The Russian Olympic Committee (ROC) has announced 50 kilometers race walking bronze medalist Denis Nizhegorodov and rower Alexander Kornilov showed no traces of drugs in B-samples after re-analysis of their Beijing 2008 doping results.
Denis, the now retired Russian race walker, held the world record between 2008 and 2014 over 50 km distance, with a time of [3:34:14]. Kornilov won a gold medal in coxed fours at the 2007 European Championships and a silver medal in eights in 2016 and was placed 11th in the double sculls at the 2008 Summer Olympics.
The ROC said it received official documents from the International Olympic Committee (IOC) that notified that the sample "B" of the two Russian athletes gave a negative result did not reveal traces of banned drugs in the framework of cross-checking the doping samples taken during the 2008 Olympic Games in Beijing.
Nizhegorodov, who is virtually the only member of the Russian race walking team who is not implicated in a doping scandal, also claimed silver medals at Athens 2004 and at the 2011 World Championships in Daegu. Kornilov was a member of the Russian eight which won a silver medal at the European Championships last year and would be expected to challenge for a spot at the Rio 2016 Olympics.
In another development, the 'B' sample of Russia’s 2012 Olympic Champion in high jump Anna Chicherova also showed negative results for doping. The 2012 Olympic champion and a bronze medalist of the 2008 Olympic Games in Beijing said she was informed at her lawyer's request that the samples taken during the London 2012 Olympics had been rechecked and tested negative. Chicherova added the situation for the Beijing Olympics has not changed and added she is waiting for June 8. The 2012 Olympic Champion was among the 14 athletes from Russia who were accused by the International Olympic Committee of taking banned performance enhancing drugs and she was the only one to confirm that one of the positive doping tests belonged to her.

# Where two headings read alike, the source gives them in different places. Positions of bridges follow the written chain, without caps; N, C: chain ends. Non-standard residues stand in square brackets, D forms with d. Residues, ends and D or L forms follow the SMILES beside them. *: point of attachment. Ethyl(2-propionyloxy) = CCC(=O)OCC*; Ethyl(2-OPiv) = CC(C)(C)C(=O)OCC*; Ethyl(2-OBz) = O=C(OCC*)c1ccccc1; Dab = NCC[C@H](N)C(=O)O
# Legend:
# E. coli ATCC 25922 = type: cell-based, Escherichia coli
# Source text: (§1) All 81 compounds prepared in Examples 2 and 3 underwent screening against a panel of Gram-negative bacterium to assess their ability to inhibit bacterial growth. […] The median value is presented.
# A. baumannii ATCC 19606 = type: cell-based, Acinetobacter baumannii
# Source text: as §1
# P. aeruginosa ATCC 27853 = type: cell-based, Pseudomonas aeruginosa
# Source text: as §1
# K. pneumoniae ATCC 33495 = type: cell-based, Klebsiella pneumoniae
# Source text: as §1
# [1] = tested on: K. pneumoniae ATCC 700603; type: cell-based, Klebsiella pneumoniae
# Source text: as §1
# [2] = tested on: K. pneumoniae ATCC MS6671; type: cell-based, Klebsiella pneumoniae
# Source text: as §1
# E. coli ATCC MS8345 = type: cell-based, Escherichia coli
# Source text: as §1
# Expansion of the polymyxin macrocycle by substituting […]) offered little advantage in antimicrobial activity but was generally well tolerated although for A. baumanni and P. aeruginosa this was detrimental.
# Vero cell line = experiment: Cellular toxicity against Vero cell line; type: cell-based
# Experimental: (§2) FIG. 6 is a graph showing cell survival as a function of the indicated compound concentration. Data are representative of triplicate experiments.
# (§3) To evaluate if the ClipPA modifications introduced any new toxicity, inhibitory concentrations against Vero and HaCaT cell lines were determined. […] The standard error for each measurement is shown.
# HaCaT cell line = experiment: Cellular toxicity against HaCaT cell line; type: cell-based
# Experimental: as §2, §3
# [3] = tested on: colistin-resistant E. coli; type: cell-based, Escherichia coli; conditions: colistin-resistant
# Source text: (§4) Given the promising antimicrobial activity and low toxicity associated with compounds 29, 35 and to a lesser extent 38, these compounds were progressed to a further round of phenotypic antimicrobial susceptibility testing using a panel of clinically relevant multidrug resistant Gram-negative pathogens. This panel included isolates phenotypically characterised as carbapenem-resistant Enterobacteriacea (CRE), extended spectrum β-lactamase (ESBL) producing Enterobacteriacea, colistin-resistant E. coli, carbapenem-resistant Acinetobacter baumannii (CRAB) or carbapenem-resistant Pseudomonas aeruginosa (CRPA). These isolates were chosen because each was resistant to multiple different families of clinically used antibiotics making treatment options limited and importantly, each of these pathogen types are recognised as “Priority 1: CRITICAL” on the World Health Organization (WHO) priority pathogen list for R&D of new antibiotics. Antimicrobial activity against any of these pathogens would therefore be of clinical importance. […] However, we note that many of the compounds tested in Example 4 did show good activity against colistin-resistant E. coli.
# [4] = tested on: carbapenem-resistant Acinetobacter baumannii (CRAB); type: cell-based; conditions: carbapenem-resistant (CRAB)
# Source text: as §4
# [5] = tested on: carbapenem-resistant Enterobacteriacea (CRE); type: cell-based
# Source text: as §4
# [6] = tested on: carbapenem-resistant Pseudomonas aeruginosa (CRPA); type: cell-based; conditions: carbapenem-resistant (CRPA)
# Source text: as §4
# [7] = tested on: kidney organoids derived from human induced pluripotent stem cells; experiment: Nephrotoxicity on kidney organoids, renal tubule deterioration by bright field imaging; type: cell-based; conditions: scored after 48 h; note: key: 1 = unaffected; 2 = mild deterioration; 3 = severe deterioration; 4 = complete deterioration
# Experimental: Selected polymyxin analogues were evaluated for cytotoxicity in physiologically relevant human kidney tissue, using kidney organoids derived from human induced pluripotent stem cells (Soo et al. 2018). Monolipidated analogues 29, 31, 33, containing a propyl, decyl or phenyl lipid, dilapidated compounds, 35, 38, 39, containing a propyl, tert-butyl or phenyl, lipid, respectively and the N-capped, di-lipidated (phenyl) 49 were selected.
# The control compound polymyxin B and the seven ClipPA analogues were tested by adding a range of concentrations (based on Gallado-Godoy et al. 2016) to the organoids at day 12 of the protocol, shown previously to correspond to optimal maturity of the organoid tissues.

The reigning Olympic high jump champion vowed to clear her name after she tested positive for doping at the 2008 Beijing Olympics. Chicherova, who hopes to compete in August’s Rio Games if Russia’s team is permitted, said the positive test in Beijing Olympics was a complete shock to her and she cannot explain how it could have happened. The Russian high jumper said she was always sure what supplements and medicines she was using and added she hopes to defend her name as clean.
The IOC found thirty-two positive samples after targeted re-analysis of Beijing 2008 samples, with a further 23 positive samples emerging at London 2012. Many anti-doping experts have suggested that there could be a possibility that doping agents are gradually disappearing from samples after they are thawed. They added the IOC should be concerned that there could be a profound issue in the retesting program.
The world athletics governing body, the IAAF, will decide this month whether to lift the provisional suspension of Russia from the Rio Olympics over evidence of state-sponsoring doping.
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